HDB resale prices ease less in mature areas

SRX Property’s April flash estimate showed that overall resale prices of Housing & Development Board flats have eased 6 per cent year on year, with prices in mature estates faring relatively better, with a 4 per cent drop.

Prices in non-mature estates have eased more, to the tune of 7.4 per cent, over the same period.

On a month-on-month basis, SRX Property’s overall price index for HDB resale flats rose 0.2 per cent in April – contrasting with a 0.8 per cent month-on-month drop for March.

The other big takeaway from the data released on Thursday is that the volume of HDB resale flat transactions rose 19.3 per cent from 1,349 units in March 2015 to 1,610 units in April – the highest in two years.

Year on year, too, the resale volume for April 2015 was up 8.5 per cent from 1,484 units in April 2014. However, the April 2015 volume is 55.9 per cent below the peak of 3,649 units in May 2010.

ERA Realty key executive officer Eugene Lim noted that the momentum is continuing to build in April following the increase in volume in March. “The March to July window is critical in determining the pace of resale transactions before the Hungry Ghost Month sets in in August,” he added. If the pace sustains, he is confident of 18,000 to 20,000 resale transactions this year, which would mark a rebound from a low of around 17,300 units last year. “The pick-up in resale volume can be attributed to stabilising resale prices as well as the slowdown in Build to Order (BTO) launches by HDB,” he added.

R’ST Research director Ong Kah Seng said that the marginal 0.2 per cent m-on-m rise in HDB resale prices in April is not reflective of a bottoming-out in prices. The small price gain despite a substantial surge in volume last month suggests buyers are mostly “very opportunistic” and “generally reluctant to accede to sellers’ asking prices due to the MSR (mortgage service ratio) cap”.

Savvy resale flat buyers are aware of the ongoing ramp-up in completions of private homes and executive condos or ECs, a public-private housing hybrid. “HDB flat owners who bought private homes can still keep their flat for renting out after their private homes are completed; but owners of HDB flats in far-flung locations where leasing demand is weak may increasingly put them up for sale.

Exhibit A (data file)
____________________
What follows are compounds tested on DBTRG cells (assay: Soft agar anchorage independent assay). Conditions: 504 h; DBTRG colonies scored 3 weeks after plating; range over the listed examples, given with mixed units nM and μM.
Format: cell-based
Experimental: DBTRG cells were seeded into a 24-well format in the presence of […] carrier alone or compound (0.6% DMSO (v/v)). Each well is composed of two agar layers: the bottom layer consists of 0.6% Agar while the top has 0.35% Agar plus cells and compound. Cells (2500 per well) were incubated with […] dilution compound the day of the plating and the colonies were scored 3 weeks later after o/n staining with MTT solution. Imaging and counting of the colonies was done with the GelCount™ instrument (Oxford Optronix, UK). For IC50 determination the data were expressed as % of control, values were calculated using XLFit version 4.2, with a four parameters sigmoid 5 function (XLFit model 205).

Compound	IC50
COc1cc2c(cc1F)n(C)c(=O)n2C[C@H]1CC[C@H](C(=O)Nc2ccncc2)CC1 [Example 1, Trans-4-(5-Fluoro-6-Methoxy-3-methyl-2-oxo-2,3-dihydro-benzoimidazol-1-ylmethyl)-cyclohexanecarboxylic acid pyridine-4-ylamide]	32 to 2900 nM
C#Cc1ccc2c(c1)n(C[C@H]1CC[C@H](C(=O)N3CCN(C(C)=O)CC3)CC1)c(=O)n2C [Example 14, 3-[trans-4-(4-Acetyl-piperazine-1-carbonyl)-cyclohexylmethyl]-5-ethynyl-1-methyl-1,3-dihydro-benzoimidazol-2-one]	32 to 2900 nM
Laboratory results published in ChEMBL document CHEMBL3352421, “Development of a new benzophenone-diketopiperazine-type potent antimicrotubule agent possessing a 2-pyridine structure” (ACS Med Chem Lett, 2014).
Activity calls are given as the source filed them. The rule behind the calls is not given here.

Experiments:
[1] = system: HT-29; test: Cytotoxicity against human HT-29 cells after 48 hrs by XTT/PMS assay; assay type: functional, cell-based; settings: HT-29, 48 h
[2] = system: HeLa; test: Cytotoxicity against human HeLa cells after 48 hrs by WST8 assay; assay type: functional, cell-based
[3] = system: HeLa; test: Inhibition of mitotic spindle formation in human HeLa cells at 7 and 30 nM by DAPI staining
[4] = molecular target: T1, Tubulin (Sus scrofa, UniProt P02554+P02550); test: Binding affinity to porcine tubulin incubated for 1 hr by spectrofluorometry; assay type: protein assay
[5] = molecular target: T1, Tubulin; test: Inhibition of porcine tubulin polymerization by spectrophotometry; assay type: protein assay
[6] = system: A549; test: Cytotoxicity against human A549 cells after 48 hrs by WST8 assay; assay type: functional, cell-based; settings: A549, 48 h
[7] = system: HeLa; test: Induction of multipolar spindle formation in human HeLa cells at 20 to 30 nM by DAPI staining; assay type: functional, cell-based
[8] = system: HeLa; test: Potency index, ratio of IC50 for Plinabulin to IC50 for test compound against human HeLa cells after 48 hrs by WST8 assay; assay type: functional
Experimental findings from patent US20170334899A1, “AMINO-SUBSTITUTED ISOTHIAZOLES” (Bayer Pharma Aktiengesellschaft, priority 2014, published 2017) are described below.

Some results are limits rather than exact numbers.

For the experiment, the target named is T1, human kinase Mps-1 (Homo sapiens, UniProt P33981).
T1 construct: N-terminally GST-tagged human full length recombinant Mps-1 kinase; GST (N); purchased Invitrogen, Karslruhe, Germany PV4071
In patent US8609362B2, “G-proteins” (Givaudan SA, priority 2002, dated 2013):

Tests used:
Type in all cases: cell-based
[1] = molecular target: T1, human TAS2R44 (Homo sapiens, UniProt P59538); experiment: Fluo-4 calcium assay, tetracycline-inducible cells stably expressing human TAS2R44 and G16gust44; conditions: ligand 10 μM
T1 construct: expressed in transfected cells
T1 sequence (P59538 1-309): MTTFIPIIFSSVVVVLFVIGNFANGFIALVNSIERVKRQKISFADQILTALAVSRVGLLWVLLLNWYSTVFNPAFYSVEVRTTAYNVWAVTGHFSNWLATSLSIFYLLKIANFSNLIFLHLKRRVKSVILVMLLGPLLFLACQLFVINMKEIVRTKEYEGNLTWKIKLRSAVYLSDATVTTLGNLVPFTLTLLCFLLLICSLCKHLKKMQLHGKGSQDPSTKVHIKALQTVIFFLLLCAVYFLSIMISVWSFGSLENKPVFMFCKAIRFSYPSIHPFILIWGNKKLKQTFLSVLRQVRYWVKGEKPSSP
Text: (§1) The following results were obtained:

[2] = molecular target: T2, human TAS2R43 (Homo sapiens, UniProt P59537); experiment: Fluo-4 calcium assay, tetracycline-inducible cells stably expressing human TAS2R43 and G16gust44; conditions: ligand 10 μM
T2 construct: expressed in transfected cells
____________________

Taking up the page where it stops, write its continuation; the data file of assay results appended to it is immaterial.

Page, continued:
“Also, when a potential HDB flat buyer senses that a flat owner needs to sell his unit within a limited time after his new BTO flat or EC is completed, the buyer will actively negotiate for a lower price,” Mr Ong reasoned.

ERA’s Mr Lim said that due to buyers’ conservative stance, there will likely be a moderate price decline in the coming months before prices stabilise by year end. “Overall, the price fall this year may be less than 5 per cent across the board.”

Mr Ong commented that resale prices in mature estates have held better not only because of their location which appeals to buyers but also due to continued strong leasing demand for such units. This has resulted in tight supply of such flats available in the resale market. “HDB upgraders generally see little need to sell away their flats in mature estates when the private condos they bought from developers are completed. Instead, they prefer to lease out their HDB flat after they have moved into their new condo.”

Another reason for the tight supply of flats put up for resale in mature estates is that there was a relatively small supply of private condos (and no ECs) launched in these locations during 2010-2013. In contrast, non-mature estates saw a slew of private condo and EC launches during this period, which would be completed from 2014 onwards. “Most buyers of ECs and condo projects in non-mature estates also tend to be HDB upgraders who have been staying in or around the same locality; so more flats are put up for resale upon the EC or condo project’s completion,” added Mr Ong.

SRX Property’s overall median transaction over X-value (TOX) for HDB resale flat prices for April 2015 was negative S$2,000, an improvement from the negative S$3,000 in March. The median TOX measures how much people are overpaying or underpaying against the computer-generated estimated value or the so-called X-value.

Among towns with more than 10 resale transactions, Jurong East posted the highest median TOX of positive S$7,000 in April. “With the excitement building as Jurong East continues to transform into a regional centre, property prices are likely to differ from the current overall downtrend as demand remains strong for properties located within the mini-CBD,” said ERA’s Mr Lim.


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